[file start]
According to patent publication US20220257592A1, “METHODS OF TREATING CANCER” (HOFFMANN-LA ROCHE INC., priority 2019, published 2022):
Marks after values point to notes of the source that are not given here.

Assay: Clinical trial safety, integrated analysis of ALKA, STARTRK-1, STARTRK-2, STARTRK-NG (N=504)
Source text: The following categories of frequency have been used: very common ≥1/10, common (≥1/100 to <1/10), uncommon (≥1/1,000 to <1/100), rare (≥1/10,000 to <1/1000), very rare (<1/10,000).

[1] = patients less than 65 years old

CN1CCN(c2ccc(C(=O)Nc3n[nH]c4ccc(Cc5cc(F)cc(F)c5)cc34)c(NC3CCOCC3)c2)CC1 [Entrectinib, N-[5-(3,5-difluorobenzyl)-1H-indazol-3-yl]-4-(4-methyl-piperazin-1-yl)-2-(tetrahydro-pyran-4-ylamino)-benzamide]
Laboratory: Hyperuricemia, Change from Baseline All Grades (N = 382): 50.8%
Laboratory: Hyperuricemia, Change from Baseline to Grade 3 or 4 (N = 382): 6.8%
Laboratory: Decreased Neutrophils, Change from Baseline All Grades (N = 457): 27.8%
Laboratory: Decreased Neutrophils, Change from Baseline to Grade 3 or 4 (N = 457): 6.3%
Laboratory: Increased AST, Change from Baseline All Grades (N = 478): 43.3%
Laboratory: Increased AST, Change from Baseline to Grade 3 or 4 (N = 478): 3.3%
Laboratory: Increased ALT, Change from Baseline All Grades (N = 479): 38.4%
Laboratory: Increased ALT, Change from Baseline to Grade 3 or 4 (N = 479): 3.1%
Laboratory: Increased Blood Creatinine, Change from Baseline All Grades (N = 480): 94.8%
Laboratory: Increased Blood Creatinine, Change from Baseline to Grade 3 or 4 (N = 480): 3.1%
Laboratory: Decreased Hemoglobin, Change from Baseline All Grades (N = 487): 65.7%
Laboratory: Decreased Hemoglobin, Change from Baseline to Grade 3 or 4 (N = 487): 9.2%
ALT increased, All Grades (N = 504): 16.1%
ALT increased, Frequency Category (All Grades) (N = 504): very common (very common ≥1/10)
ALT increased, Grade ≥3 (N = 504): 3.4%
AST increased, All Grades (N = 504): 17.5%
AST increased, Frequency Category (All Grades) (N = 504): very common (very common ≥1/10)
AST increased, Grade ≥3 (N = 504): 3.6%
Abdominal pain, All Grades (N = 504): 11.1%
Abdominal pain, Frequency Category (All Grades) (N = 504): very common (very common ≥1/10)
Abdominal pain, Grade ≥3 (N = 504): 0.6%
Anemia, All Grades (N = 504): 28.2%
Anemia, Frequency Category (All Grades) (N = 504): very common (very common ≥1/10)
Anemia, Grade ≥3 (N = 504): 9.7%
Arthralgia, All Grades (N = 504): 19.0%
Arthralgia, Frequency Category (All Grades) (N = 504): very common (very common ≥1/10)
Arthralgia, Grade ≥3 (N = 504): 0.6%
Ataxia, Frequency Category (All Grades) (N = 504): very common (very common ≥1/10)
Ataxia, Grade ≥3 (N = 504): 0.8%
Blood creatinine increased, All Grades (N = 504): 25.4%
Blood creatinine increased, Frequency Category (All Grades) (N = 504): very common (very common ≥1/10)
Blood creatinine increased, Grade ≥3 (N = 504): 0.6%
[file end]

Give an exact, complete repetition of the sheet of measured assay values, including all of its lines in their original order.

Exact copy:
According to patent publication US20220257592A1, “METHODS OF TREATING CANCER” (HOFFMANN-LA ROCHE INC., priority 2019, published 2022):
Marks after values point to notes of the source that are not given here.

Assay: Clinical trial safety, integrated analysis of ALKA, STARTRK-1, STARTRK-2, STARTRK-NG (N=504)
Source text: The following categories of frequency have been used: very common ≥1/10, common (≥1/100 to <1/10), uncommon (≥1/1,000 to <1/100), rare (≥1/10,000 to <1/1000), very rare (<1/10,000).

[1] = patients less than 65 years old

CN1CCN(c2ccc(C(=O)Nc3n[nH]c4ccc(Cc5cc(F)cc(F)c5)cc34)c(NC3CCOCC3)c2)CC1 [Entrectinib, N-[5-(3,5-difluorobenzyl)-1H-indazol-3-yl]-4-(4-methyl-piperazin-1-yl)-2-(tetrahydro-pyran-4-ylamino)-benzamide]
Laboratory: Hyperuricemia, Change from Baseline All Grades (N = 382): 50.8%
Laboratory: Hyperuricemia, Change from Baseline to Grade 3 or 4 (N = 382): 6.8%
Laboratory: Decreased Neutrophils, Change from Baseline All Grades (N = 457): 27.8%
Laboratory: Decreased Neutrophils, Change from Baseline to Grade 3 or 4 (N = 457): 6.3%
Laboratory: Increased AST, Change from Baseline All Grades (N = 478): 43.3%
Laboratory: Increased AST, Change from Baseline to Grade 3 or 4 (N = 478): 3.3%
Laboratory: Increased ALT, Change from Baseline All Grades (N = 479): 38.4%
Laboratory: Increased ALT, Change from Baseline to Grade 3 or 4 (N = 479): 3.1%
Laboratory: Increased Blood Creatinine, Change from Baseline All Grades (N = 480): 94.8%
Laboratory: Increased Blood Creatinine, Change from Baseline to Grade 3 or 4 (N = 480): 3.1%
Laboratory: Decreased Hemoglobin, Change from Baseline All Grades (N = 487): 65.7%
Laboratory: Decreased Hemoglobin, Change from Baseline to Grade 3 or 4 (N = 487): 9.2%
ALT increased, All Grades (N = 504): 16.1%
ALT increased, Frequency Category (All Grades) (N = 504): very common (very common ≥1/10)
ALT increased, Grade ≥3 (N = 504): 3.4%
AST increased, All Grades (N = 504): 17.5%
AST increased, Frequency Category (All Grades) (N = 504): very common (very common ≥1/10)
AST increased, Grade ≥3 (N = 504): 3.6%
Abdominal pain, All Grades (N = 504): 11.1%
Abdominal pain, Frequency Category (All Grades) (N = 504): very common (very common ≥1/10)
Abdominal pain, Grade ≥3 (N = 504): 0.6%
Anemia, All Grades (N = 504): 28.2%
Anemia, Frequency Category (All Grades) (N = 504): very common (very common ≥1/10)
Anemia, Grade ≥3 (N = 504): 9.7%
Arthralgia, All Grades (N = 504): 19.0%
Arthralgia, Frequency Category (All Grades) (N = 504): very common (very common ≥1/10)
Arthralgia, Grade ≥3 (N = 504): 0.6%
Ataxia, Frequency Category (All Grades) (N = 504): very common (very common ≥1/10)
Ataxia, Grade ≥3 (N = 504): 0.8%
Blood creatinine increased, All Grades (N = 504): 25.4%
Blood creatinine increased, Frequency Category (All Grades) (N = 504): very common (very common ≥1/10)
Blood creatinine increased, Grade ≥3 (N = 504): 0.6%